Friday 29 July 2016
The records of the Guernsey Lawn Tennis and Croquet Club and its successors have been donated to the Island Archives.
The club was founded in 1857 on the site of the current King's Leisure Centre. It was initially an archery club, but during the 1860s-70s tennis and croquet became the main sports. It was one of the first lawn tennis clubs in the world. A variety of sports have been played on the site over the years including archery, tennis, croquet, bowls, badminton and squash. The site was redeveloped in the 1970s and became Kings Club, with an emphasis on squash. Tennis star Heather Watson trained at the club in her early years before moving to Florida to further her career.
The collection includes minute books, committee reports, correspondence, visitors' books, photographs, programmes and lists of tournament players, financial records, sporting publications, and newspaper cuttings. They were given to the Island Archives by Reg Harbour, former Kings Club Manager and squash professional, who accumulated much of the material dating from 1970. Mr Harbour said: "It seemed natural to hand it over to the Island Archives so that islanders, both now and in the future, could see for themselves how the efforts of those over 150 years ago, who first envisaged this 3-acre site in St Peter Port as a major sporting venue, would eventually come to worldwide attention".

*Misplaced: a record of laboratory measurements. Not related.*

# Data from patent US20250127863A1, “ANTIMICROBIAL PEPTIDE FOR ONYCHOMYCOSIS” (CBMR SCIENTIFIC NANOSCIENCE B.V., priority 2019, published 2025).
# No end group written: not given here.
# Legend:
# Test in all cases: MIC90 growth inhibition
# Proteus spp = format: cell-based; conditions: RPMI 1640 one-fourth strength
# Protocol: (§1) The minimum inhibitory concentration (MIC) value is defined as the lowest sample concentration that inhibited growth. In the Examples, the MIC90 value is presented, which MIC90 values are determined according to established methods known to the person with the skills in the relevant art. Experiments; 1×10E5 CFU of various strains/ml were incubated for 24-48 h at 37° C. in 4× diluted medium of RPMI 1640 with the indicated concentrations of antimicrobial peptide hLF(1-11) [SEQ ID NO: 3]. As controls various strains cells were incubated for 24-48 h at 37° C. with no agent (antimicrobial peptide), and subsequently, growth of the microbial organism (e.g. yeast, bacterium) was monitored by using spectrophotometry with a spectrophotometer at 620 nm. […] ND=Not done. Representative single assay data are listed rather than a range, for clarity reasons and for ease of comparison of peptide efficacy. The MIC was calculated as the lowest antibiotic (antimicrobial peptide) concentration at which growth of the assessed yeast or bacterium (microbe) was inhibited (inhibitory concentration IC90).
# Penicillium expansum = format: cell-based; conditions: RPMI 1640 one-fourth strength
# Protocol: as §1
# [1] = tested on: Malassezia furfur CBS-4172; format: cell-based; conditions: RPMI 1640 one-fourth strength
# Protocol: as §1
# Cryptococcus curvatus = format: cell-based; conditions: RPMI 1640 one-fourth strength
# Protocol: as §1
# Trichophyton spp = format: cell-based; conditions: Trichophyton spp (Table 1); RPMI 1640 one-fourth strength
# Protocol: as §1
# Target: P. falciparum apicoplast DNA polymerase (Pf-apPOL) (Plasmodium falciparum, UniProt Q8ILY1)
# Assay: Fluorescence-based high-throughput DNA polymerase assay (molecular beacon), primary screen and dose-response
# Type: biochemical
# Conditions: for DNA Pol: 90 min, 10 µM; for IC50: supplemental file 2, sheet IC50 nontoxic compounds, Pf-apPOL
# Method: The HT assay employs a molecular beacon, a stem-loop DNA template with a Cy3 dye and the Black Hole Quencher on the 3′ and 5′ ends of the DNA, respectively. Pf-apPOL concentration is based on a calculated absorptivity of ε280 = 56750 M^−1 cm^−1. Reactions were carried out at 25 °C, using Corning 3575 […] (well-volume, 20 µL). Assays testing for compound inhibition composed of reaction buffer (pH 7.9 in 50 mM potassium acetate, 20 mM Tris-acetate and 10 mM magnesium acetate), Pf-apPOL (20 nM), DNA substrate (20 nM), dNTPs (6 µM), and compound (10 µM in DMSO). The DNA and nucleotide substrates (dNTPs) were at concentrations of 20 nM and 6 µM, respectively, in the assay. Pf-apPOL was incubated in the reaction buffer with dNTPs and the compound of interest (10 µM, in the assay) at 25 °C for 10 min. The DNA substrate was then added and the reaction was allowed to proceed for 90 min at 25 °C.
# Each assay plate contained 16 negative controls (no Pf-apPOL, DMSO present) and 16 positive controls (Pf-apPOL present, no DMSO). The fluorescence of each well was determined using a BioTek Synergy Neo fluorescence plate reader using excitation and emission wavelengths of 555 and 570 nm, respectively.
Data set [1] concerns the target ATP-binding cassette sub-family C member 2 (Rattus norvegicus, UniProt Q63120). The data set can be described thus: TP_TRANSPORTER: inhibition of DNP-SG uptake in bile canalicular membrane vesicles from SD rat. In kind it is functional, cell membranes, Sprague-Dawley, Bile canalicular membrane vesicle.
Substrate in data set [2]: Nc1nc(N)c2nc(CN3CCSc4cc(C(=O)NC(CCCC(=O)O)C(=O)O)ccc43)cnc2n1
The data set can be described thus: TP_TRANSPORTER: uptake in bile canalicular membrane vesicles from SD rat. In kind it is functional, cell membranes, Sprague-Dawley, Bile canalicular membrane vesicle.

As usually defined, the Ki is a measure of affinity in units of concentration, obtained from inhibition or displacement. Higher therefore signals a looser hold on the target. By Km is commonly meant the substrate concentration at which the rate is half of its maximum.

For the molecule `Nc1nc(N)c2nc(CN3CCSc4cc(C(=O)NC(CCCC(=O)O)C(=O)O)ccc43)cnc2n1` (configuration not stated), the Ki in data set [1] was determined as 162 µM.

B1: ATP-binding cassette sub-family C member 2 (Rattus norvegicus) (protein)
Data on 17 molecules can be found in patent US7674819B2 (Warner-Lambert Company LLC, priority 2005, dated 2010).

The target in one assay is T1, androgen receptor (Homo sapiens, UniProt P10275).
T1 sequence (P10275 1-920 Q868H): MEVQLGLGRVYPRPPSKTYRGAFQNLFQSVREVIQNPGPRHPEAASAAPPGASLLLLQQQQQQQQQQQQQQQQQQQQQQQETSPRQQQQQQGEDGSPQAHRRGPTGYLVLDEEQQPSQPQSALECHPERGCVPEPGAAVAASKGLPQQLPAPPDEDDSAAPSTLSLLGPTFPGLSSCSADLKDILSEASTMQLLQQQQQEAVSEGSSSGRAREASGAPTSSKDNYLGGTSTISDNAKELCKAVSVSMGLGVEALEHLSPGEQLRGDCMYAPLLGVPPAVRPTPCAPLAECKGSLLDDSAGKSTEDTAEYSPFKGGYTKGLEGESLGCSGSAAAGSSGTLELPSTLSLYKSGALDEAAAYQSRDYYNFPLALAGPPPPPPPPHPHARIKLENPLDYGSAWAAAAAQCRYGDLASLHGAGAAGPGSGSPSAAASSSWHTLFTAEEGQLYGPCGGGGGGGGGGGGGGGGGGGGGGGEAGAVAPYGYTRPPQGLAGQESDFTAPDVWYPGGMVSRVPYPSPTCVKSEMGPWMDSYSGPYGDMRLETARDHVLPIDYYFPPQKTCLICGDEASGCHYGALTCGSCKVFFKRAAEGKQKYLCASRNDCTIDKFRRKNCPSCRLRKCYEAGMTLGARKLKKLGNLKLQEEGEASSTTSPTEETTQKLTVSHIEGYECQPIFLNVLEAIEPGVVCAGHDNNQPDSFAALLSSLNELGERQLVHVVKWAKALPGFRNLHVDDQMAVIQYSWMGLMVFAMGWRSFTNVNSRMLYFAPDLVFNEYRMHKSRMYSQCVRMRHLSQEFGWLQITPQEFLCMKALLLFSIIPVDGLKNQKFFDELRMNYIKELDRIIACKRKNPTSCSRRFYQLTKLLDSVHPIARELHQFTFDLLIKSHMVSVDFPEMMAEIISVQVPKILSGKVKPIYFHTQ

The earliest item in the collection is an archery club visitors' book from 1859. The records include material from the Occupation, such as lists of members and correspondence relating to the use of the courts by German soldiers. Programmes and newspaper cuttings trace the progress of local sporting stars including squash players Lisa Opie and Martine Le Moignan.
Darryl Ogier, Island Archivist, said:
"We are delighted to receive this unique collection, which will be preserved and made available to researchers. The club's archive provides a rare insight into the island's sporting history and offers a valuable resource for social history research in an area of growing academic and public interest".